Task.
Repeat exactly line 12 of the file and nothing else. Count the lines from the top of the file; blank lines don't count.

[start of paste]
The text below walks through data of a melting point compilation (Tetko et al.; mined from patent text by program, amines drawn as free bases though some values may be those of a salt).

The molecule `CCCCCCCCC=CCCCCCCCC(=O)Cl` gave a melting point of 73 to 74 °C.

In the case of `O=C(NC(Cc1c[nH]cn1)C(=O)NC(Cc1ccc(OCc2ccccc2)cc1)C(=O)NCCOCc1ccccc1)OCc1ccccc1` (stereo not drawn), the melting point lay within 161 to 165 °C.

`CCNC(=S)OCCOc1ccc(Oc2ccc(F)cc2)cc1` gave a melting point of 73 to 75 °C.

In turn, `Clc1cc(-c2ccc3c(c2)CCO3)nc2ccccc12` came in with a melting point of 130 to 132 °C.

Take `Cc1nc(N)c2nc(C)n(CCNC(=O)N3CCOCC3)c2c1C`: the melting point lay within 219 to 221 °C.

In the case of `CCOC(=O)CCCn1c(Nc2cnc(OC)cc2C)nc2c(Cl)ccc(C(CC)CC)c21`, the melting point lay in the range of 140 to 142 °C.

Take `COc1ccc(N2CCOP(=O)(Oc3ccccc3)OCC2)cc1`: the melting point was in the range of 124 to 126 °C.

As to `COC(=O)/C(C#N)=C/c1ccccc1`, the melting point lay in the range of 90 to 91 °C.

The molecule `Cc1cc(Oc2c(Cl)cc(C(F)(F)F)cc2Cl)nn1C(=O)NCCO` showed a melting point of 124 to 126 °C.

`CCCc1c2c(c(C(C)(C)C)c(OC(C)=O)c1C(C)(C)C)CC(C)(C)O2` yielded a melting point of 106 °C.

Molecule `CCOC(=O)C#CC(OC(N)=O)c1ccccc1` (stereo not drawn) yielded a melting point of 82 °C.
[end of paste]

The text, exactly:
Molecule `CCOC(=O)C#CC(OC(N)=O)c1ccccc1` (stereo not drawn) yielded a melting point of 82 °C.